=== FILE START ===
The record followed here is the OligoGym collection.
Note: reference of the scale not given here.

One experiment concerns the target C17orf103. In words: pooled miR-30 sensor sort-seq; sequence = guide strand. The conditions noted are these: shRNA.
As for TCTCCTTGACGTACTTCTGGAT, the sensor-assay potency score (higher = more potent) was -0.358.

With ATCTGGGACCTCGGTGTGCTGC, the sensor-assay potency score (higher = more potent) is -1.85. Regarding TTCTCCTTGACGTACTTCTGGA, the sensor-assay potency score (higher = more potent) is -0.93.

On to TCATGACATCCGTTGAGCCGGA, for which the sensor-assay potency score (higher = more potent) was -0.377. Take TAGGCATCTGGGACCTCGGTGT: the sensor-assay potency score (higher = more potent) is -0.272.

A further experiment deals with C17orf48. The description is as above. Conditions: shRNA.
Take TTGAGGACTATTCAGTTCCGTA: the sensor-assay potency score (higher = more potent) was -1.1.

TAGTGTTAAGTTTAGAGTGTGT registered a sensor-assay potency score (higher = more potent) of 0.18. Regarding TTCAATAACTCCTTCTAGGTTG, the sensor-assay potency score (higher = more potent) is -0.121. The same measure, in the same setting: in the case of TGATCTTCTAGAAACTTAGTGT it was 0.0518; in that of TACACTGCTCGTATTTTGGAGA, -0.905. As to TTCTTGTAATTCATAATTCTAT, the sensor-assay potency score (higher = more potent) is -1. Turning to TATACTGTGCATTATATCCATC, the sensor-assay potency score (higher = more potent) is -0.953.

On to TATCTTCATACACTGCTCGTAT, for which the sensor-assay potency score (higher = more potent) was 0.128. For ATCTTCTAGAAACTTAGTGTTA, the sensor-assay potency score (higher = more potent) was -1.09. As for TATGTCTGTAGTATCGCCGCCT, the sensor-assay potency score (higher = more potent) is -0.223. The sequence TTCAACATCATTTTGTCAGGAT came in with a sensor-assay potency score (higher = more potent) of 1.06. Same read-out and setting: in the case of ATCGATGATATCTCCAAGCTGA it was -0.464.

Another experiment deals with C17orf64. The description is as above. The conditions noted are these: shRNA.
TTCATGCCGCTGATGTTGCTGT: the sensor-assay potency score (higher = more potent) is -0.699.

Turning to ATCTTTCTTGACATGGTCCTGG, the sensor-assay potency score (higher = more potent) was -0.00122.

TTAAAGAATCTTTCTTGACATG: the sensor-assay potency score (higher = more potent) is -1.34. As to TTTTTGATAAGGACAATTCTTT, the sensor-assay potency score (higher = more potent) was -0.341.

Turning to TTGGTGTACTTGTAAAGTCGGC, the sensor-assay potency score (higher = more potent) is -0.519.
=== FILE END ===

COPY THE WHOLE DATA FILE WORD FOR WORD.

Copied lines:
The record followed here is the OligoGym collection.
Note: reference of the scale not given here.

One experiment concerns the target C17orf103. In words: pooled miR-30 sensor sort-seq; sequence = guide strand. The conditions noted are these: shRNA.
As for TCTCCTTGACGTACTTCTGGAT, the sensor-assay potency score (higher = more potent) was -0.358.

With ATCTGGGACCTCGGTGTGCTGC, the sensor-assay potency score (higher = more potent) is -1.85. Regarding TTCTCCTTGACGTACTTCTGGA, the sensor-assay potency score (higher = more potent) is -0.93.

On to TCATGACATCCGTTGAGCCGGA, for which the sensor-assay potency score (higher = more potent) was -0.377. Take TAGGCATCTGGGACCTCGGTGT: the sensor-assay potency score (higher = more potent) is -0.272.

A further experiment deals with C17orf48. The description is as above. Conditions: shRNA.
Take TTGAGGACTATTCAGTTCCGTA: the sensor-assay potency score (higher = more potent) was -1.1.

TAGTGTTAAGTTTAGAGTGTGT registered a sensor-assay potency score (higher = more potent) of 0.18. Regarding TTCAATAACTCCTTCTAGGTTG, the sensor-assay potency score (higher = more potent) is -0.121. The same measure, in the same setting: in the case of TGATCTTCTAGAAACTTAGTGT it was 0.0518; in that of TACACTGCTCGTATTTTGGAGA, -0.905. As to TTCTTGTAATTCATAATTCTAT, the sensor-assay potency score (higher = more potent) is -1. Turning to TATACTGTGCATTATATCCATC, the sensor-assay potency score (higher = more potent) is -0.953.

On to TATCTTCATACACTGCTCGTAT, for which the sensor-assay potency score (higher = more potent) was 0.128. For ATCTTCTAGAAACTTAGTGTTA, the sensor-assay potency score (higher = more potent) was -1.09. As for TATGTCTGTAGTATCGCCGCCT, the sensor-assay potency score (higher = more potent) is -0.223. The sequence TTCAACATCATTTTGTCAGGAT came in with a sensor-assay potency score (higher = more potent) of 1.06. Same read-out and setting: in the case of ATCGATGATATCTCCAAGCTGA it was -0.464.

Another experiment deals with C17orf64. The description is as above. The conditions noted are these: shRNA.
TTCATGCCGCTGATGTTGCTGT: the sensor-assay potency score (higher = more potent) is -0.699.

Turning to ATCTTTCTTGACATGGTCCTGG, the sensor-assay potency score (higher = more potent) was -0.00122.

TTAAAGAATCTTTCTTGACATG: the sensor-assay potency score (higher = more potent) is -1.34. As to TTTTTGATAAGGACAATTCTTT, the sensor-assay potency score (higher = more potent) was -0.341.

Turning to TTGGTGTACTTGTAAAGTCGGC, the sensor-assay potency score (higher = more potent) is -0.519.